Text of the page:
AW: Can you speak a little bit about how you specifically prepare for a performance before and maybe your cool down routine? Do you massage out your feet, legs, etc?

LB: For Footloose, the thing that made it hard on my feet was that I was dancing in sneakers for the whole show, except the final number which was in heels. But for the majority of the time, I was in these heavy-soled sneakers which are not dance shoes. That was the closest I got to injury.

Before I would get into the theater, I'd do a full body warm up with lots of stretches, especially calves and legs, to really loosen up. And then our opening number had a lot of cardio which helped get me fully warmed up.

During the show, whenever my feet started hurting from those sneakers, I would just be really careful, try not to move around more than absolutely necessary. A lot of foot pain can be prevented by just not doing any extra, unnecessary movements on top of what's required. I'd take it easy, keep warming up, or sometimes just sit when I could.

After the show, I'll admit I wasn't great at taking care of my feet. But I would immediately change out of those sneakers into regular, comfy sneakers to wear home because anytime I could wear something more supportive, I did. I'd put on socks, too. Sometimes when I got home I'd massage my feet and body or do extra stretches, especially for my calves and arches which were always really tight.

Lauren Barette dancing in NYC

When I was in high school doing ballet, I would do an ice bath after every class at night. I'd fill up a tub with ice water and sit in it for 20 minutes. It was pretty cold, but it was definitely necessary because I had such bad inflammation all the time. That was the only thing that helped.

AW: Do you ever do any warm foot soaks for relief or to care for your calluses? Dancers need calluses, so I understand, or is that another myth?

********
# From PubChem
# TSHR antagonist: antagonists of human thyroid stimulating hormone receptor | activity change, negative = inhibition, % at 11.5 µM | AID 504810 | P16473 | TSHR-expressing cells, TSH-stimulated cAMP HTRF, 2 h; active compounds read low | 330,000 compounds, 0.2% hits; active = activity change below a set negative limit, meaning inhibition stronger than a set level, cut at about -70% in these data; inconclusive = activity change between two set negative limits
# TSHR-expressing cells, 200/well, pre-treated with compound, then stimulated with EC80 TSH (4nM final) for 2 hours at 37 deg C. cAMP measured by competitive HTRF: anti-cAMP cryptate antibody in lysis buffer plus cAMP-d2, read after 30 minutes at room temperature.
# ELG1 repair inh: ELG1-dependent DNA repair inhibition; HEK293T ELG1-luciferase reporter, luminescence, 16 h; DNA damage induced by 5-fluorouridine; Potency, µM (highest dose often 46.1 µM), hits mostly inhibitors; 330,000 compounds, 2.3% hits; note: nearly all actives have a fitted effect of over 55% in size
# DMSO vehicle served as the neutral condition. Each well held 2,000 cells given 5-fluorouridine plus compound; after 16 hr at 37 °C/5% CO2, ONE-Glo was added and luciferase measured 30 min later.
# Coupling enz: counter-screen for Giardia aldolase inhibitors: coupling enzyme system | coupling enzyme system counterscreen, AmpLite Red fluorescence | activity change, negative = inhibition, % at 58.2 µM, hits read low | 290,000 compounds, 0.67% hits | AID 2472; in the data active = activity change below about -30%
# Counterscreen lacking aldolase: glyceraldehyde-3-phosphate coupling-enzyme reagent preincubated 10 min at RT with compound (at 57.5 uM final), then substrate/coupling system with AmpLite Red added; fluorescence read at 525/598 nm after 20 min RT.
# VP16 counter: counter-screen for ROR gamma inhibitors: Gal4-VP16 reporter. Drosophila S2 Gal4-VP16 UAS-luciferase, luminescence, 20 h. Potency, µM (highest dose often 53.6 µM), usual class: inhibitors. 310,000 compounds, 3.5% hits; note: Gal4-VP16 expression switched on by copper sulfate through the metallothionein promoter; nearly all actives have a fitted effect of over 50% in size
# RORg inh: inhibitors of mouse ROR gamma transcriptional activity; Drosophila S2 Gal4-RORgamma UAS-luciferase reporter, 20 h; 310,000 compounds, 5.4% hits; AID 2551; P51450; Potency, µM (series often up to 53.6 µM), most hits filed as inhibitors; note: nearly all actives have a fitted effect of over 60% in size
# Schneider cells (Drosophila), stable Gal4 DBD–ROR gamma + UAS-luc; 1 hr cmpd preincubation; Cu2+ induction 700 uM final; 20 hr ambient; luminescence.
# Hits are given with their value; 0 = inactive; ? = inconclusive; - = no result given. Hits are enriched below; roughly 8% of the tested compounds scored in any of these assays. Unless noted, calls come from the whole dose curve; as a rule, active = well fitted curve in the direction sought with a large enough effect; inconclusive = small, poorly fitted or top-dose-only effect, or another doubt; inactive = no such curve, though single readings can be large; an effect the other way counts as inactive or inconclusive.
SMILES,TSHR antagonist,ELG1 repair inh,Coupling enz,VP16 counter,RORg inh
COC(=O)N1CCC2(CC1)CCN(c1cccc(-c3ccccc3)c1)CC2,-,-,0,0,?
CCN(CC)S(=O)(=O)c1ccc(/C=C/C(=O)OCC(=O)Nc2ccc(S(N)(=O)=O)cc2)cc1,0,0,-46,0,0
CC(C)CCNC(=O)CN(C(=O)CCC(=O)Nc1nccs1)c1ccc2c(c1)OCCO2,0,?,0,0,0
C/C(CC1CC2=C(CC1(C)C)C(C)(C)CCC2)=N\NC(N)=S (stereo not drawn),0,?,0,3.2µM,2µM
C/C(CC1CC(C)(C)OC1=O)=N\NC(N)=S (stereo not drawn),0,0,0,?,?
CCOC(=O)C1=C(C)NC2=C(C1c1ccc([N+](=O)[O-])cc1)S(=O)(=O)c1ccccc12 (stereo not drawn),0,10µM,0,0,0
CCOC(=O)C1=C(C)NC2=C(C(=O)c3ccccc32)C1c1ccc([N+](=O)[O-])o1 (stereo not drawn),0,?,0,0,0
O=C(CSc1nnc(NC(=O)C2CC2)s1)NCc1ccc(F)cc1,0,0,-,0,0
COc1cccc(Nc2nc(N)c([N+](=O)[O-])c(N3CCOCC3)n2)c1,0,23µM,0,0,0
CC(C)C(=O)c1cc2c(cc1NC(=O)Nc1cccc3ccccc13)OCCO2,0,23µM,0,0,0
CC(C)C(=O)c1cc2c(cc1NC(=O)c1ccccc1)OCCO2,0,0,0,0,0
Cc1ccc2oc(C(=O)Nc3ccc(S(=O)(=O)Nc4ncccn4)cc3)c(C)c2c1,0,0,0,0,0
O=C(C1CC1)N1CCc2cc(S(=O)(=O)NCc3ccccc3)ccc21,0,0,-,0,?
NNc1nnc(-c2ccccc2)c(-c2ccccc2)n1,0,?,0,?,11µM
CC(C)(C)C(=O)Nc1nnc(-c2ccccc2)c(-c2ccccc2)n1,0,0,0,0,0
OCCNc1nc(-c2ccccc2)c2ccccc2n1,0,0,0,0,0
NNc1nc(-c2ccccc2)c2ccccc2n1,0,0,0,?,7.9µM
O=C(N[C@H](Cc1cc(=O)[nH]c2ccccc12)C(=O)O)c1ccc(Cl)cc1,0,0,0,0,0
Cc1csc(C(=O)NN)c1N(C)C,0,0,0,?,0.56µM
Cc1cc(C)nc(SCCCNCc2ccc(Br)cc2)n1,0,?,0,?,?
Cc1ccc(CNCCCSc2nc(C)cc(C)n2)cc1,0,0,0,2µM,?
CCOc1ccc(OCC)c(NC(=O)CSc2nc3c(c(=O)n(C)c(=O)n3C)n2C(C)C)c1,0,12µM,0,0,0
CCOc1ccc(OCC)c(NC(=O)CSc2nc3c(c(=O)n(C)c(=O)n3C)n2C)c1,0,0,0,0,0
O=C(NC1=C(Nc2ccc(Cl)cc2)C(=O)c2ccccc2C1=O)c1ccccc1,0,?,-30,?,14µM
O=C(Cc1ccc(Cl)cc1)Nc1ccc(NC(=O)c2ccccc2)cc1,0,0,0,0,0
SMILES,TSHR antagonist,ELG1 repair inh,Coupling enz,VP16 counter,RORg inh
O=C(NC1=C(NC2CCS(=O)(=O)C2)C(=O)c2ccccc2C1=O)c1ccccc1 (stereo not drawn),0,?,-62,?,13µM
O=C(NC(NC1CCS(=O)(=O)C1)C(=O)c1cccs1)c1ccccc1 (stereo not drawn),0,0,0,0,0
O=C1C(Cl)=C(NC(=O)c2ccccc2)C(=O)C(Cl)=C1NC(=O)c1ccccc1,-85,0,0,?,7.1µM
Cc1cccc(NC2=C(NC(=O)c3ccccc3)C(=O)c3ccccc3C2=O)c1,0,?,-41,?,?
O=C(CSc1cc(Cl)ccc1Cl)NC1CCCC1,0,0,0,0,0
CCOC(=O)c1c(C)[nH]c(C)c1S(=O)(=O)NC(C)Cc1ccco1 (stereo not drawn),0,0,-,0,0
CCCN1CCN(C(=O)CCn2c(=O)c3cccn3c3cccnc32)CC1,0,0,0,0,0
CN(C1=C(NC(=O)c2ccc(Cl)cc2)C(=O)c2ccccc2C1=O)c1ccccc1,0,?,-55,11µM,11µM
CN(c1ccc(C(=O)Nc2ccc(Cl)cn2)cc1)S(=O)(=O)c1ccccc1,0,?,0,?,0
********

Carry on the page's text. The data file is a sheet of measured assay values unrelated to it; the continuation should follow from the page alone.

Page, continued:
LB: It's funny because I've been using the Foot Peeling Spray which is really good, but then I get scared about removing my calluses. I have scars on my feet from really bad blisters that have closed up from pointe work. Once you get a blister and then it closes up, it grows thicker skin, so it just avoids getting blisters again. That's the big reason why calluses are good for dancers. 

Earth Therapeutics Tea Tree Foot Peeling Spray

AW: You mentioned massages being a big part of your self-care routine. Do you have a DIY foot-to-calf massage that you do regularly? Can you share it?

LB: Yes, that's a big thing. Dancers are really good at self care, doing it yourself. If I can do it myself, I’ll massage the parts I can, especially my calves, ankles, and feet. 

To start, I'll press my thumb towards my heel and then move towards the toes, but into the arches. And then really get deep into the arch of the foot, doing small circles, making sure you feel any tight or bony areas and just massaging until they are no longer tight. Definitely work the calf too - pressing deep into the calf muscle with your thumb or palm of your hands and doing circles there, which can hurt.

Most injury prevention for the feet really comes from the calves, which is something I learned as a dancer. Definitely taking care of your whole leg. It's more important than you'd think - even areas like your hip flexors. If you're tight in your hip flexors, it can trigger issues all the way down your leg to your foot. So again, just making sure all parts of your leg are released and nothing is gripping. That really helps.

You can catch Lauren on the Earth Therapeutics TikTok and Instagram Reels!